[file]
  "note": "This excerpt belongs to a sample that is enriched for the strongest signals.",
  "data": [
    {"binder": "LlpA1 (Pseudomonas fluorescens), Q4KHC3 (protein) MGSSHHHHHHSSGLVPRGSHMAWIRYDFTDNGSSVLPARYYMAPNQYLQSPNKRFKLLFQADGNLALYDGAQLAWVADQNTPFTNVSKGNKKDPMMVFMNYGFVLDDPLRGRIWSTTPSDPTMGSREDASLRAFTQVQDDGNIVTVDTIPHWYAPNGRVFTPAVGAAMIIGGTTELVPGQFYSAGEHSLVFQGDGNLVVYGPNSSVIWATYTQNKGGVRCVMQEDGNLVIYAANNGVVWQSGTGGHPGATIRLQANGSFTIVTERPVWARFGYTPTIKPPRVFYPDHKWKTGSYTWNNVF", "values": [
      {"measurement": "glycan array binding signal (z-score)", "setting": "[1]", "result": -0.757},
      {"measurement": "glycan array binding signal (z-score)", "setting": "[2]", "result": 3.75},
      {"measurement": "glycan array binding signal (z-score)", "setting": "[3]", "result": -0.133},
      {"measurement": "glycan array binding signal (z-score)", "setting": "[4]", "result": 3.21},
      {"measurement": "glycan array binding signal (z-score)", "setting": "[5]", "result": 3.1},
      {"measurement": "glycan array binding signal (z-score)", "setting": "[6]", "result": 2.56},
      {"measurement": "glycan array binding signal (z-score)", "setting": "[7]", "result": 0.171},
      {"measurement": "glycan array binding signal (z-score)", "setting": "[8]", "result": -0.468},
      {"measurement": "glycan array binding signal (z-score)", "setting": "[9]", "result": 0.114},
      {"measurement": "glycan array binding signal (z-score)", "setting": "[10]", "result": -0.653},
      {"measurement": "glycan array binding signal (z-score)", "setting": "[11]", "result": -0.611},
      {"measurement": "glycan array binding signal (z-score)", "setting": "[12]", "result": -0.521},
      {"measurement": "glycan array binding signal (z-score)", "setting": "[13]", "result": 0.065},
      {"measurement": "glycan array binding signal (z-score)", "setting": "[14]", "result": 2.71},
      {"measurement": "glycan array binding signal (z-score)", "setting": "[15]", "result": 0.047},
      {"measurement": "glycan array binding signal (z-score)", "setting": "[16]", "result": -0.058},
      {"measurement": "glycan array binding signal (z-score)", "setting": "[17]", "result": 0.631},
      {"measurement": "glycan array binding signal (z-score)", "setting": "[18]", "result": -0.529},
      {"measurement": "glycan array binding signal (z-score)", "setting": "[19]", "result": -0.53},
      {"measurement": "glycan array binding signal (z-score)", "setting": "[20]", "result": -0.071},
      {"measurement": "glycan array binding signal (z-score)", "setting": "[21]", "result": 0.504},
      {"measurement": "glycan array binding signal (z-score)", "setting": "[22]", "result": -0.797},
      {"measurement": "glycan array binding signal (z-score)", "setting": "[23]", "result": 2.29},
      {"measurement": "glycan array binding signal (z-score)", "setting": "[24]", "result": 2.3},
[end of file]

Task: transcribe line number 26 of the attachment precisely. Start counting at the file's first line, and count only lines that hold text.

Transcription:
      {"measurement": "glycan array binding signal (z-score)", "setting": "[23]", "result": 2.29},